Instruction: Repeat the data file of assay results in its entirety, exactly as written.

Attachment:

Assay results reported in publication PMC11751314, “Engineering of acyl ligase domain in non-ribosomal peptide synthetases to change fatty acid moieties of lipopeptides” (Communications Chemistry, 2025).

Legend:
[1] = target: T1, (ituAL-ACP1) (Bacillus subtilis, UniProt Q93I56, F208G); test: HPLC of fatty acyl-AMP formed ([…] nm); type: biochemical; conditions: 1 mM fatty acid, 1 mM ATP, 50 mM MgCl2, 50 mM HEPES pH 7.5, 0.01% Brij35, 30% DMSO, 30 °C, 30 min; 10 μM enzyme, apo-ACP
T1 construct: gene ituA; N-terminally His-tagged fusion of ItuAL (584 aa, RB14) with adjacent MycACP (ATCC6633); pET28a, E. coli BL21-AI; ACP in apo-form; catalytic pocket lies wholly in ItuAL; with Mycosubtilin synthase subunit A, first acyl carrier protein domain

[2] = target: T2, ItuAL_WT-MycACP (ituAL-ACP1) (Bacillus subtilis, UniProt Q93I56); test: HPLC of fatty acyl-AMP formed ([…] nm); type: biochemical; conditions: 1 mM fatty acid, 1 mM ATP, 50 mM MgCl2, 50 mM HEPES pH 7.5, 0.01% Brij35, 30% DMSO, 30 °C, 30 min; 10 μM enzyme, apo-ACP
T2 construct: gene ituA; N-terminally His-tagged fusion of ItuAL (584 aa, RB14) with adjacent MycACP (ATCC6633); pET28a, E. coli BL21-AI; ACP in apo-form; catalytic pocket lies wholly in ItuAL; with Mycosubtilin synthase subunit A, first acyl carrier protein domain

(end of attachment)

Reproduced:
Assay results reported in publication PMC11751314, “Engineering of acyl ligase domain in non-ribosomal peptide synthetases to change fatty acid moieties of lipopeptides” (Communications Chemistry, 2025).

Legend:
[1] = target: T1, (ituAL-ACP1) (Bacillus subtilis, UniProt Q93I56, F208G); test: HPLC of fatty acyl-AMP formed ([…] nm); type: biochemical; conditions: 1 mM fatty acid, 1 mM ATP, 50 mM MgCl2, 50 mM HEPES pH 7.5, 0.01% Brij35, 30% DMSO, 30 °C, 30 min; 10 μM enzyme, apo-ACP
T1 construct: gene ituA; N-terminally His-tagged fusion of ItuAL (584 aa, RB14) with adjacent MycACP (ATCC6633); pET28a, E. coli BL21-AI; ACP in apo-form; catalytic pocket lies wholly in ItuAL; with Mycosubtilin synthase subunit A, first acyl carrier protein domain

[2] = target: T2, ItuAL_WT-MycACP (ituAL-ACP1) (Bacillus subtilis, UniProt Q93I56); test: HPLC of fatty acyl-AMP formed ([…] nm); type: biochemical; conditions: 1 mM fatty acid, 1 mM ATP, 50 mM MgCl2, 50 mM HEPES pH 7.5, 0.01% Brij35, 30% DMSO, 30 °C, 30 min; 10 μM enzyme, apo-ACP
T2 construct: gene ituA; N-terminally His-tagged fusion of ItuAL (584 aa, RB14) with adjacent MycACP (ATCC6633); pET28a, E. coli BL21-AI; ACP in apo-form; catalytic pocket lies wholly in ItuAL; with Mycosubtilin synthase subunit A, first acyl carrier protein domain